So much of the success or failure of a modern workforce management program rests on an organization’s relative ability to avoid risks (or to minimize the impact of unavoidable risks). However, it can be difficult to be prepared if one is not fully aware of the variety of risk factors that exist.. For this reason, we at the nextSource blog thought it would be valuable to offer a brief primer on the predominant risks facing workforce management offices and examples of how each risk may manifest itself. Knowing what to expect makes planning far more effective. It is also essential to understand what to expect so that compliance policies and processes can be properly developed. So, here’s what to expect!
Refering to the availability and variety of talent and dependent on whether a program is utilizing a preferred vendor or a vendor neutral strategy for sourcing, flucutations in the services supply chain can wreak havoc. Simply ask any hiring manager in any industry today about their challenges in securing specialized IT talent. With demand for these skills at all time highs, it is difficult to find consistent pools of talent from which to source with any degree of dependability. Being prepared for changes in capacity – having diversified sourcing channels for example – means having a plan for overcoming capacity crunches.
Lead time variability is also something that can be planned for with respect to capacity. While a hiring manager cannot affect the broader market trends and how capacity is impacted, they can structure their tenure and other business rules to engage sourcing with greater lead times. In so doing, they can avoid other potential losses caused by having too many open positions.
Quality risks mostly stem from improper or incomplete compliance processes and practices. If specifications are not clearly enunciated on a per-position basis, the door is varying levels quality of candidates being on-boarded. If job titles and descriptions are well-conceived, documented and enforced, the chances are much higher that opens positions will be filled with only high-quality contractors.
Again, we see the correlation between risk mitigation and solid compliance practices. Having processes in place to vet and certify vendors for vendor liquidity (and other measures of their financial viability) ensures a workforce management program will be prepared should anything catastrophic happen to any of their vendors. Financial risk is also heightened when an organization fails to have processes in place to verify vendor insurance requirements and other regulatory compliance issues. Don’t let a vendor’s shortcomings translate into penalties for your organization.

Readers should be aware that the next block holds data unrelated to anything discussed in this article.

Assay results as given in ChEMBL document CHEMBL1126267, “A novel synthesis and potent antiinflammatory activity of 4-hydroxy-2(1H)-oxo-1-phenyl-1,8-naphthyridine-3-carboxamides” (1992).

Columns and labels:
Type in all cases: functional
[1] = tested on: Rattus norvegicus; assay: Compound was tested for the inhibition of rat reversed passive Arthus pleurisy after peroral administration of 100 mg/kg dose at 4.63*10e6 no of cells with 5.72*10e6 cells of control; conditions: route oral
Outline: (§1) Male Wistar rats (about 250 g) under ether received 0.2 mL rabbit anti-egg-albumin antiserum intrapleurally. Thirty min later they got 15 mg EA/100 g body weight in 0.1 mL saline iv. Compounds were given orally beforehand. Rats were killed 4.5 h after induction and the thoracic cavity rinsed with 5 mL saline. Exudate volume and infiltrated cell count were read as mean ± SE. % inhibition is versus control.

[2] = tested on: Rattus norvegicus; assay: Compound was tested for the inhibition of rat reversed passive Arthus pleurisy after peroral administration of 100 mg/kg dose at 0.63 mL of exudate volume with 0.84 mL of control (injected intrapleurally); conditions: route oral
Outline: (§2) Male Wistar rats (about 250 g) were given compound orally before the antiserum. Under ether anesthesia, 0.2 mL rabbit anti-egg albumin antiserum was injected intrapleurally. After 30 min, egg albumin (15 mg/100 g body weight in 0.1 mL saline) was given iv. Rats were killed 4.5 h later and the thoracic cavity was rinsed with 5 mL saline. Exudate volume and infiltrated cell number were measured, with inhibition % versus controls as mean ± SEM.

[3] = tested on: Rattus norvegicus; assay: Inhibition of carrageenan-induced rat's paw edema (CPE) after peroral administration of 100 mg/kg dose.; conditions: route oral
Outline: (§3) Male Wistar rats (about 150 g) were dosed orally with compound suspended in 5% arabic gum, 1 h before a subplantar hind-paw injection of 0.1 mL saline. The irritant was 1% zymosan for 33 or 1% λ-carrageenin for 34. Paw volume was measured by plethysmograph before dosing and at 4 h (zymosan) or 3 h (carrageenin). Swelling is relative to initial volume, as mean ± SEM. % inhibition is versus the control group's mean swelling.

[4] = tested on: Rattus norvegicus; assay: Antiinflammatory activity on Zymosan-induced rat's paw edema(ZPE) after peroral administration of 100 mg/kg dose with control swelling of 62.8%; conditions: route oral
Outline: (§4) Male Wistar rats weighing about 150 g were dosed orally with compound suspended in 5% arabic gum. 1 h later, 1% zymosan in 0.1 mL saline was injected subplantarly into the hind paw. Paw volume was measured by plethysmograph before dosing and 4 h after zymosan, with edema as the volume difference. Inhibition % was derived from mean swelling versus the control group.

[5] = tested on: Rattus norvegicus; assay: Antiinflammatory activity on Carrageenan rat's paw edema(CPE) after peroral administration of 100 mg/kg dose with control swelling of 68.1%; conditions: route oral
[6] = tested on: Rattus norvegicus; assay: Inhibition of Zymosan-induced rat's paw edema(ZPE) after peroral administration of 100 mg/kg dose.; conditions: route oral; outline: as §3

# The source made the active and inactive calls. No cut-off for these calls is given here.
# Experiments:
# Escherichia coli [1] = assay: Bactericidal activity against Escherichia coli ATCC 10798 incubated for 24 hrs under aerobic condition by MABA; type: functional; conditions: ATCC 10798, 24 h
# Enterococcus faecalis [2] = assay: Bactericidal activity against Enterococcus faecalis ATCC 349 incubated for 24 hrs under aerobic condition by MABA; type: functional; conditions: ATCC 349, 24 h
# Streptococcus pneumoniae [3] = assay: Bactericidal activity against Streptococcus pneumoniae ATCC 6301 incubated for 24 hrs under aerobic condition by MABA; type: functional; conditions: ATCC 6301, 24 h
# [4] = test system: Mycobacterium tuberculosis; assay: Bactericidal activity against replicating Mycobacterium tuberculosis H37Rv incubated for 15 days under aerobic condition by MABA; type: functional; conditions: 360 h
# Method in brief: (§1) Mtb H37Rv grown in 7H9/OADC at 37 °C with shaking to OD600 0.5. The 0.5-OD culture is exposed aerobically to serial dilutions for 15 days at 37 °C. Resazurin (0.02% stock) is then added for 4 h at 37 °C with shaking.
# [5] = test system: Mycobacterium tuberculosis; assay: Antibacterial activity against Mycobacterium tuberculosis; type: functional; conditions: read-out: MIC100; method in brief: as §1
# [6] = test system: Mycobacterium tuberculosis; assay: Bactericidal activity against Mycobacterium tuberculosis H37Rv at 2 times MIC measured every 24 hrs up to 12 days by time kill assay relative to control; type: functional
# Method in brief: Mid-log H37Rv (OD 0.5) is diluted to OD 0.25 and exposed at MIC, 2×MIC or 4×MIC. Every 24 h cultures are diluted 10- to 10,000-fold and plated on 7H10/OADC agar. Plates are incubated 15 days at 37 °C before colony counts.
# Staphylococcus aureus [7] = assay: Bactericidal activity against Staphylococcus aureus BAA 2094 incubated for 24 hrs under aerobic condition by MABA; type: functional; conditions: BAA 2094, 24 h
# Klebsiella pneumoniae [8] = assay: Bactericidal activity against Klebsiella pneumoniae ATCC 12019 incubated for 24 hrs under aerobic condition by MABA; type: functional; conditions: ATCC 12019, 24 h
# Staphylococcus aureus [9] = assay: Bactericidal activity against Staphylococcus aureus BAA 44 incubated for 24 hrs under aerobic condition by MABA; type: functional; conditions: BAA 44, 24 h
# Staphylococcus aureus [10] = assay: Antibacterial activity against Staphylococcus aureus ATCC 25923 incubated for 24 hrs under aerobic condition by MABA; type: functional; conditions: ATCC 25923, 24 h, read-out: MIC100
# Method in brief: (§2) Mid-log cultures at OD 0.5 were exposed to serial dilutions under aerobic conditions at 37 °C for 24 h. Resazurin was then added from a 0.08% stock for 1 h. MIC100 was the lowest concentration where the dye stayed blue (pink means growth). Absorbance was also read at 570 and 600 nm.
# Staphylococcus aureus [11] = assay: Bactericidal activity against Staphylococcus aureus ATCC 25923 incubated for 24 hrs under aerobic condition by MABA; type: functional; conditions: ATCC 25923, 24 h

For those operating in foreign markets, there is greater financial risk in shifting exchange rates. As currencies rise and fall, the effect on pay rates can become a significant liability. Planning for strategic entry into low-cost markets is important, but strategically planning retreats from newly expensive markets is equally as important.
All successful businesses have a disaster plan and a closely correlated business continuity plan. These plans, (frequently ignored due to a perceived low-probability of occurrence) ensure minimal disruption in the event of natural disasters, war, terrorism and all the nasty scenarios that seem to be occurring with greater frequency lately. Planning for catastrophic risk can include such things as ensuring offsite failovers/backups are used for all technology systems like VMS tools. It can also include building extra capacity into relationships with vendors in disparate locations so that if one region is impacted and disabled, activity can be ramped up in an un-affected region to maintain business continuity.
Having a replicable policy for contract language when negotiating with suppliers is a best practice. Failure to have a consistent policy regarding contracts can hamper visibility and opens the door to potentially costly litigation.
There is always inherent risk in losing top talent to competitors who may be tapped into the same suppliers or talent pools as your organization. To combat losing to a competitor, especially in highly trafficked skill areas, it is critical for an organization to have either a well-diversified sourcing strategy or, to earn and protect favored client status with a supplier(s). This can be achieved in a number of ways, but that will have to be a discussion in a later post.
For now, take the opportunity to perform a risk assessment of your workforce management program and determine where improvements can be made. You’ll be glad you did when risk rears its head.